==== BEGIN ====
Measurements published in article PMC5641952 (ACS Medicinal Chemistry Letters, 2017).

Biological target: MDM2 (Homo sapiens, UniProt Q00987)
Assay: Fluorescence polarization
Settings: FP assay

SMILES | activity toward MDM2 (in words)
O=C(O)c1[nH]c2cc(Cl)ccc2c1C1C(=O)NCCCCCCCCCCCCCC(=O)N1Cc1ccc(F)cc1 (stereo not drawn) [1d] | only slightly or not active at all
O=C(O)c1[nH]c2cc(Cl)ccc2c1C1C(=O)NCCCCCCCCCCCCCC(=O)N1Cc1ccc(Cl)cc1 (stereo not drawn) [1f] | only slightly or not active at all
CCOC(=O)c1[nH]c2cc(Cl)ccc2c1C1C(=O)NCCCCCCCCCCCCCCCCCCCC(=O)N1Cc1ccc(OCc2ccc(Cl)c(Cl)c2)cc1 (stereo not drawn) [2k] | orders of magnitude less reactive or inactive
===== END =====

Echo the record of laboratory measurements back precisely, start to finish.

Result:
Measurements published in article PMC5641952 (ACS Medicinal Chemistry Letters, 2017).

Biological target: MDM2 (Homo sapiens, UniProt Q00987)
Assay: Fluorescence polarization
Settings: FP assay

SMILES | activity toward MDM2 (in words)
O=C(O)c1[nH]c2cc(Cl)ccc2c1C1C(=O)NCCCCCCCCCCCCCC(=O)N1Cc1ccc(F)cc1 (stereo not drawn) [1d] | only slightly or not active at all
O=C(O)c1[nH]c2cc(Cl)ccc2c1C1C(=O)NCCCCCCCCCCCCCC(=O)N1Cc1ccc(Cl)cc1 (stereo not drawn) [1f] | only slightly or not active at all
CCOC(=O)c1[nH]c2cc(Cl)ccc2c1C1C(=O)NCCCCCCCCCCCCCCCCCCCC(=O)N1Cc1ccc(OCc2ccc(Cl)c(Cl)c2)cc1 (stereo not drawn) [2k] | orders of magnitude less reactive or inactive